Have you ever found yourself wishing there were more hours in the week?
As a researcher of the way people use time, Laura Vanderkam hears this sentiment often. It’s a sentiment that led her — a journalist, author of several books on productivity and time management, and mother of four — to investigate how people with successful careers and meaningful personal lives use their week’s alloted 168 hours.
The result of that investigation? Vanderkam’s most recent book, “Off the Clock: Feel Less Busy While Getting More Done.” It’s a title that’s beguiling in its contradictions, especially to those of us who feel unrelentingly busy — yet aren’t always certain that our busyness is generating true value.
“We all have stories we tell ourselves about time, and many of those are negative stories: ‘I’m always behind, I never see my family, I never have enough time,’” Vanderkam told Romy Newman, president and co-founder of Fairygodboss, in a recent webinar. “When people feel starved for time, they tend to be more reactive and do whatever is screaming loudest in front of them... instead of surveying what tasks are in front of them and choosing more wisely and effectively.”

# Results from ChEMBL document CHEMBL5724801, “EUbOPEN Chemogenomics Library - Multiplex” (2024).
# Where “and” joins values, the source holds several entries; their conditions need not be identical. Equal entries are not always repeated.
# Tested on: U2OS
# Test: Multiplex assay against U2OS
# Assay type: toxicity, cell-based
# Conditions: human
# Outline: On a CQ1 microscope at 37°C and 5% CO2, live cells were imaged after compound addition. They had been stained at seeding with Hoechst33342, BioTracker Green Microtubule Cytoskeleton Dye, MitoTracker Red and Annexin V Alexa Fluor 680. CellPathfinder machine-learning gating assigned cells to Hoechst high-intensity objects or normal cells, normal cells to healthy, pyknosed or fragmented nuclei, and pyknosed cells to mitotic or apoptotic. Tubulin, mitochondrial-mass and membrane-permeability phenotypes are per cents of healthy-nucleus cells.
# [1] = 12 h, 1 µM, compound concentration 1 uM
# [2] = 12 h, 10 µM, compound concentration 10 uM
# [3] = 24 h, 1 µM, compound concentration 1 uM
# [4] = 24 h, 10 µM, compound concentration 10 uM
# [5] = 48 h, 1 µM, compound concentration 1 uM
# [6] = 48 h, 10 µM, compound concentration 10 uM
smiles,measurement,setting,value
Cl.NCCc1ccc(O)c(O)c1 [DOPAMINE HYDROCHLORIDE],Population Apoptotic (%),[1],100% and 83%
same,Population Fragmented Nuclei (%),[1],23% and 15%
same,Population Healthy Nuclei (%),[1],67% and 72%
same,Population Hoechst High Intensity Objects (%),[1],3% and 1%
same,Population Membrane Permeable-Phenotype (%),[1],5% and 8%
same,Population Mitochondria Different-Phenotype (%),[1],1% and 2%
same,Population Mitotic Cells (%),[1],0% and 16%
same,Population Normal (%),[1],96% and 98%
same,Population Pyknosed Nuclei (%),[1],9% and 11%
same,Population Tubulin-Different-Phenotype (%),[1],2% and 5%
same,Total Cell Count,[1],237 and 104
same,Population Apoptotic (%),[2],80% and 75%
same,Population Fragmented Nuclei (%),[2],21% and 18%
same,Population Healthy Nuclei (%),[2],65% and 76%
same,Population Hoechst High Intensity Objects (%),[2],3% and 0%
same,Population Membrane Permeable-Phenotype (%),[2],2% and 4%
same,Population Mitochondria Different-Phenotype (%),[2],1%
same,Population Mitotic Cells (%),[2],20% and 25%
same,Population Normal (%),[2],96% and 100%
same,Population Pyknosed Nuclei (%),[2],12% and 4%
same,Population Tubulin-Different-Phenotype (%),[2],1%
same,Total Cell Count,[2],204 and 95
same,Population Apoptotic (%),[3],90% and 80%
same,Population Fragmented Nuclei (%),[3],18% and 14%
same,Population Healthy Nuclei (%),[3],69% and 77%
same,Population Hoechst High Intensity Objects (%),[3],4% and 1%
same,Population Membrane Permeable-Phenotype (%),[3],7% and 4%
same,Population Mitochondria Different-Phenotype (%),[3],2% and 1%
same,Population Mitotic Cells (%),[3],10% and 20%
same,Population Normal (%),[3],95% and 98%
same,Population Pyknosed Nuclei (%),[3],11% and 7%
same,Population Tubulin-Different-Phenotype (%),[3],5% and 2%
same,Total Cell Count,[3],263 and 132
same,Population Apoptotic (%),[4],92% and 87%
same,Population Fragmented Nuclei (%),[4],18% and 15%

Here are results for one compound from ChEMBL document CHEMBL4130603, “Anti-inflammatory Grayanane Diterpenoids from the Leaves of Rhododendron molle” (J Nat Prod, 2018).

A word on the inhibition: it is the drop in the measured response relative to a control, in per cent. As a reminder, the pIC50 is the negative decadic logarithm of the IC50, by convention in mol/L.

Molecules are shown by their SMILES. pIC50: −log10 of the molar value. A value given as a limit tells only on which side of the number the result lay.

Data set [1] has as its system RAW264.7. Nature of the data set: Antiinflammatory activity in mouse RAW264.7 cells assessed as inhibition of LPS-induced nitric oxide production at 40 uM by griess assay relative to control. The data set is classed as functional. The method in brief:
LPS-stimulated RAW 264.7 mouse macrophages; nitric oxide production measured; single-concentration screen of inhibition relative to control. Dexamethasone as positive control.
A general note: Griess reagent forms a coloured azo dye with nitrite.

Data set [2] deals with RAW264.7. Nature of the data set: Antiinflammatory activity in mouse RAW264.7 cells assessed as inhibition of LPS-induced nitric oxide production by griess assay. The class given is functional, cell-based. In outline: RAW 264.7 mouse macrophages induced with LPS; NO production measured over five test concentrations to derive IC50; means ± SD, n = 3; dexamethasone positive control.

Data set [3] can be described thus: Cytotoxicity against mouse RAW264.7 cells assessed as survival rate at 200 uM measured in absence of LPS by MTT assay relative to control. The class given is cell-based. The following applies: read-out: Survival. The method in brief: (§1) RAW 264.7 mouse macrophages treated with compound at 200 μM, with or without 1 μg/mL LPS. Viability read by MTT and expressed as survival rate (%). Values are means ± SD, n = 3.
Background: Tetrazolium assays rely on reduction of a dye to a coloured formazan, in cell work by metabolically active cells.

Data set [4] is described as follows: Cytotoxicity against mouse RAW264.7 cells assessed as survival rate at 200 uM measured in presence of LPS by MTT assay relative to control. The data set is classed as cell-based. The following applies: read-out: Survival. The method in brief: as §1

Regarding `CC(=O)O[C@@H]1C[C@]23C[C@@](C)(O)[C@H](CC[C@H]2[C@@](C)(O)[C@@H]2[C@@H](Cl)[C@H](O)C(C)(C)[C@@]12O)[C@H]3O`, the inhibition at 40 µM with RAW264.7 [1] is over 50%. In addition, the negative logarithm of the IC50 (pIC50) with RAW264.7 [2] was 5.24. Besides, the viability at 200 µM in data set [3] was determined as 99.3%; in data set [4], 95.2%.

To help us gain a more accurate understanding of what time we have at our disposal, as well as how to most effectively leverage that time, Vanderkam studied the lives of high-performing women who make at least six figures a year and have children under the age of 18. Under her direction, participants tracked their time for a week, and some surprising patterns emerged. Notable among these was that the way we perceive time — and our own busyness — impacts our sense of well being, regardless of how busy we actually are.
The goal, Vanderkam said, should be to experience time as a “rich tapestry, versus a slick lineouleum floor you’re just sliding along.” With the goal of helping more people fit into the former category, Vanderkam shared with Newman and the webinar audience seven imperatives from “Off the Clock” we can all use to feel less busy and get more done.
How much time do you really have in a week? Before any progress can be made toward increasing productivity while slowing down the hamster wheel, it’s crucial to get a factual understanding of where your time goes by keeping a detailed log. As Vanderkam learned in her study of high-performing women, for many of us, our perspective of time doesn’t match up with our realities.